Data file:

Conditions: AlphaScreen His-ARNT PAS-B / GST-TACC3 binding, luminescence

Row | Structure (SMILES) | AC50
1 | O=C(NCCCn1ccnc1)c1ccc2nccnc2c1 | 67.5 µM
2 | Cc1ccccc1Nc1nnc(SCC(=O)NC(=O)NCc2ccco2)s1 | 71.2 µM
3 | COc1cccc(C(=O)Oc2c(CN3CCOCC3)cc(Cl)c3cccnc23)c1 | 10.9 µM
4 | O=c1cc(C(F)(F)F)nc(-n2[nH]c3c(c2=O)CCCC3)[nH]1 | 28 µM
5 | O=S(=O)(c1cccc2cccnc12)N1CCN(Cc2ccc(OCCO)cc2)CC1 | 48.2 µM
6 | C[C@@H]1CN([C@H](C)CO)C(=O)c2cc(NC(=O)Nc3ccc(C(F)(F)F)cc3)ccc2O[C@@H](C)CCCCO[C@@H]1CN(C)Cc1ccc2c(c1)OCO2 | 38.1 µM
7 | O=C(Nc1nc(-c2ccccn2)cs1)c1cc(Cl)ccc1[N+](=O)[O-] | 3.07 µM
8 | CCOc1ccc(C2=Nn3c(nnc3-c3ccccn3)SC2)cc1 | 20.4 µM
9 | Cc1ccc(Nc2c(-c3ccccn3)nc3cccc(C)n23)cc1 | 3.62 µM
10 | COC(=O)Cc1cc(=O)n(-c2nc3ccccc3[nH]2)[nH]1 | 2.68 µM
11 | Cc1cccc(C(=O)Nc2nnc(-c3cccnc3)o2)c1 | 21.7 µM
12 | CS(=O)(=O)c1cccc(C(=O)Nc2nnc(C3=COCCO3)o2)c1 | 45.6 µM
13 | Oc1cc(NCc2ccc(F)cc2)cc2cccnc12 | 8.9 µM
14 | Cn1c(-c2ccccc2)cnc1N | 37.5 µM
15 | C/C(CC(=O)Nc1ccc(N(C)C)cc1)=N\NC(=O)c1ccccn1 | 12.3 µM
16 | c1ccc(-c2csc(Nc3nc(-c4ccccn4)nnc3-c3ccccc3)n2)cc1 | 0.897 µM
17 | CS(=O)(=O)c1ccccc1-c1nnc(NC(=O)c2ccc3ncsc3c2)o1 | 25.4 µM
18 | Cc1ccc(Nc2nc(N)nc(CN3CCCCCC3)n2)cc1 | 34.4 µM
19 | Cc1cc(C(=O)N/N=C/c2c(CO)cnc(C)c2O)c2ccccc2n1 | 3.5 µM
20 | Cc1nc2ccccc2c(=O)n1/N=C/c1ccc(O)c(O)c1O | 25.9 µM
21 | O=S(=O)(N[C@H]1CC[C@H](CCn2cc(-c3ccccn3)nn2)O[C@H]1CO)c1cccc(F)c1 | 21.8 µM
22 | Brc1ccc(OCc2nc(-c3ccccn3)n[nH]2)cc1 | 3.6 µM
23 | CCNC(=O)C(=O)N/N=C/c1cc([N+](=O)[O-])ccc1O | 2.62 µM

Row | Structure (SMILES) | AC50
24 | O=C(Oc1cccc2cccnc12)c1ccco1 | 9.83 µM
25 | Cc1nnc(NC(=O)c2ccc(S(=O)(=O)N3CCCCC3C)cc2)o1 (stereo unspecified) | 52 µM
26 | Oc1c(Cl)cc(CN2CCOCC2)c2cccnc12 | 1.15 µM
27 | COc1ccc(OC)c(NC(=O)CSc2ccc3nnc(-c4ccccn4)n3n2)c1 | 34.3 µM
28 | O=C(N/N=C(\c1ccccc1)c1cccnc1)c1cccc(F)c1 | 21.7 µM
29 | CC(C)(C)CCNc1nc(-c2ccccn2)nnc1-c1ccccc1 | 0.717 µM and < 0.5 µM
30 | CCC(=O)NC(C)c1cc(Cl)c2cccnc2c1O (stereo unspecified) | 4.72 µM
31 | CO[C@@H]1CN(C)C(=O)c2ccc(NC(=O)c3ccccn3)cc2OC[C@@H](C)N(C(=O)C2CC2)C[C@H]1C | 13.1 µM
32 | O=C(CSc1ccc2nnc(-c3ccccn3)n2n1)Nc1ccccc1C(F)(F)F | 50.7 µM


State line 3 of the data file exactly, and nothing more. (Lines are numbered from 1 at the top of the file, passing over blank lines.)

1 | O=C(NCCCn1ccnc1)c1ccc2nccnc2c1 | 67.5 µM